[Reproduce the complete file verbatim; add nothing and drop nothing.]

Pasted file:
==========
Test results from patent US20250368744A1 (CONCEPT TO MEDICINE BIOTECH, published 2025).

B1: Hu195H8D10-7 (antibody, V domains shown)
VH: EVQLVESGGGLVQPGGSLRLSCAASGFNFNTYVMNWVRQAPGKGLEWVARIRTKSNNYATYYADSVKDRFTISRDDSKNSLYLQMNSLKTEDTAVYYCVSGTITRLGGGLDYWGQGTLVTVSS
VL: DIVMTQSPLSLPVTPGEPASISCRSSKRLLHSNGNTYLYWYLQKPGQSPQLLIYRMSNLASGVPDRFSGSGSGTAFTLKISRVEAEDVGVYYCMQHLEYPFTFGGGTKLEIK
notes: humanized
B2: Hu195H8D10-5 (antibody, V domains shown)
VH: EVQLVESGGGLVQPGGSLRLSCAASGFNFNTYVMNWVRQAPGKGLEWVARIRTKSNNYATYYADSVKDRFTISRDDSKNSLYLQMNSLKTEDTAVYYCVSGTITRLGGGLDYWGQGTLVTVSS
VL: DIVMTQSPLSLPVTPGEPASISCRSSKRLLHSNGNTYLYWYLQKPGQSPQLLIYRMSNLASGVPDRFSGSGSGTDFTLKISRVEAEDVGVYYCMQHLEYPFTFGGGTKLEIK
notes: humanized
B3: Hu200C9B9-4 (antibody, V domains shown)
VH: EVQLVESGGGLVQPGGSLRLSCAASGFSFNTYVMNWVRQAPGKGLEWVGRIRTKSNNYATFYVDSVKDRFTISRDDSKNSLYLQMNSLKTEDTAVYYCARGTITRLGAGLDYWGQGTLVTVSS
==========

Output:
Test results from patent US20250368744A1 (CONCEPT TO MEDICINE BIOTECH, published 2025).

B1: Hu195H8D10-7 (antibody, V domains shown)
VH: EVQLVESGGGLVQPGGSLRLSCAASGFNFNTYVMNWVRQAPGKGLEWVARIRTKSNNYATYYADSVKDRFTISRDDSKNSLYLQMNSLKTEDTAVYYCVSGTITRLGGGLDYWGQGTLVTVSS
VL: DIVMTQSPLSLPVTPGEPASISCRSSKRLLHSNGNTYLYWYLQKPGQSPQLLIYRMSNLASGVPDRFSGSGSGTAFTLKISRVEAEDVGVYYCMQHLEYPFTFGGGTKLEIK
notes: humanized
B2: Hu195H8D10-5 (antibody, V domains shown)
VH: EVQLVESGGGLVQPGGSLRLSCAASGFNFNTYVMNWVRQAPGKGLEWVARIRTKSNNYATYYADSVKDRFTISRDDSKNSLYLQMNSLKTEDTAVYYCVSGTITRLGGGLDYWGQGTLVTVSS
VL: DIVMTQSPLSLPVTPGEPASISCRSSKRLLHSNGNTYLYWYLQKPGQSPQLLIYRMSNLASGVPDRFSGSGSGTDFTLKISRVEAEDVGVYYCMQHLEYPFTFGGGTKLEIK
notes: humanized
B3: Hu200C9B9-4 (antibody, V domains shown)
VH: EVQLVESGGGLVQPGGSLRLSCAASGFSFNTYVMNWVRQAPGKGLEWVGRIRTKSNNYATFYVDSVKDRFTISRDDSKNSLYLQMNSLKTEDTAVYYCARGTITRLGAGLDYWGQGTLVTVSS